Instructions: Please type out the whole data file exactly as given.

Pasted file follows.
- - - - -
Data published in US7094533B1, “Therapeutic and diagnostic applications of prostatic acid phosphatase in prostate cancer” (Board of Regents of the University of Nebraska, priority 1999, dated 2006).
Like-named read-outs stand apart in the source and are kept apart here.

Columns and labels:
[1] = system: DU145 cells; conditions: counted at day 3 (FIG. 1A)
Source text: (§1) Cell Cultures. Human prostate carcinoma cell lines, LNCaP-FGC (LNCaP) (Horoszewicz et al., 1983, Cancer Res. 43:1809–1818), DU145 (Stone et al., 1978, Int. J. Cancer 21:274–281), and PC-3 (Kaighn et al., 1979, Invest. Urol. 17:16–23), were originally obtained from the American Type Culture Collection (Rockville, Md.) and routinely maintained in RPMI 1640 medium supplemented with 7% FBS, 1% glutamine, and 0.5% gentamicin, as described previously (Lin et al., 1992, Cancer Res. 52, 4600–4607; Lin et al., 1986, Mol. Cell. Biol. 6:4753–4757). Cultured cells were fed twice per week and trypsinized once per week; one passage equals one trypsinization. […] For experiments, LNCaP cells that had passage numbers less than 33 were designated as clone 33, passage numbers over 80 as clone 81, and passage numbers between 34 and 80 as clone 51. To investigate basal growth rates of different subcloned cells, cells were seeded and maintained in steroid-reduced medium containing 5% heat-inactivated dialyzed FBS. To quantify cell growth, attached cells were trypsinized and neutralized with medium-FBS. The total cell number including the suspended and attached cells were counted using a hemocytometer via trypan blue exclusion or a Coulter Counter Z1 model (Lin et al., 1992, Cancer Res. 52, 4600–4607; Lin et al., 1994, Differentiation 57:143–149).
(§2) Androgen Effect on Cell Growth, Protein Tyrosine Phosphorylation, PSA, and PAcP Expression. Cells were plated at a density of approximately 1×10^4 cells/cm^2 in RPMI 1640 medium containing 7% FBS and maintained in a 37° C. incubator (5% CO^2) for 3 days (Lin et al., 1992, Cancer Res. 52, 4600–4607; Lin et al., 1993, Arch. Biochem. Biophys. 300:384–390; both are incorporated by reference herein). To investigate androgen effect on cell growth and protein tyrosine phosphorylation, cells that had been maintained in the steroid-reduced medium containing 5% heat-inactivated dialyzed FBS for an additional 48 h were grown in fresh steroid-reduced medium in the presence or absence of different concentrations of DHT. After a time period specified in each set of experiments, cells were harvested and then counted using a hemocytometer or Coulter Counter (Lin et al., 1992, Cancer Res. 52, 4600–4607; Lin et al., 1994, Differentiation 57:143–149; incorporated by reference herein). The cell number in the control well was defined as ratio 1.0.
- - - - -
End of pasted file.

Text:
Data published in US7094533B1, “Therapeutic and diagnostic applications of prostatic acid phosphatase in prostate cancer” (Board of Regents of the University of Nebraska, priority 1999, dated 2006).
Like-named read-outs stand apart in the source and are kept apart here.

Columns and labels:
[1] = system: DU145 cells; conditions: counted at day 3 (FIG. 1A)
Source text: (§1) Cell Cultures. Human prostate carcinoma cell lines, LNCaP-FGC (LNCaP) (Horoszewicz et al., 1983, Cancer Res. 43:1809–1818), DU145 (Stone et al., 1978, Int. J. Cancer 21:274–281), and PC-3 (Kaighn et al., 1979, Invest. Urol. 17:16–23), were originally obtained from the American Type Culture Collection (Rockville, Md.) and routinely maintained in RPMI 1640 medium supplemented with 7% FBS, 1% glutamine, and 0.5% gentamicin, as described previously (Lin et al., 1992, Cancer Res. 52, 4600–4607; Lin et al., 1986, Mol. Cell. Biol. 6:4753–4757). Cultured cells were fed twice per week and trypsinized once per week; one passage equals one trypsinization. […] For experiments, LNCaP cells that had passage numbers less than 33 were designated as clone 33, passage numbers over 80 as clone 81, and passage numbers between 34 and 80 as clone 51. To investigate basal growth rates of different subcloned cells, cells were seeded and maintained in steroid-reduced medium containing 5% heat-inactivated dialyzed FBS. To quantify cell growth, attached cells were trypsinized and neutralized with medium-FBS. The total cell number including the suspended and attached cells were counted using a hemocytometer via trypan blue exclusion or a Coulter Counter Z1 model (Lin et al., 1992, Cancer Res. 52, 4600–4607; Lin et al., 1994, Differentiation 57:143–149).
(§2) Androgen Effect on Cell Growth, Protein Tyrosine Phosphorylation, PSA, and PAcP Expression. Cells were plated at a density of approximately 1×10^4 cells/cm^2 in RPMI 1640 medium containing 7% FBS and maintained in a 37° C. incubator (5% CO^2) for 3 days (Lin et al., 1992, Cancer Res. 52, 4600–4607; Lin et al., 1993, Arch. Biochem. Biophys. 300:384–390; both are incorporated by reference herein). To investigate androgen effect on cell growth and protein tyrosine phosphorylation, cells that had been maintained in the steroid-reduced medium containing 5% heat-inactivated dialyzed FBS for an additional 48 h were grown in fresh steroid-reduced medium in the presence or absence of different concentrations of DHT. After a time period specified in each set of experiments, cells were harvested and then counted using a hemocytometer or Coulter Counter (Lin et al., 1992, Cancer Res. 52, 4600–4607; Lin et al., 1994, Differentiation 57:143–149; incorporated by reference herein). The cell number in the control well was defined as ratio 1.0.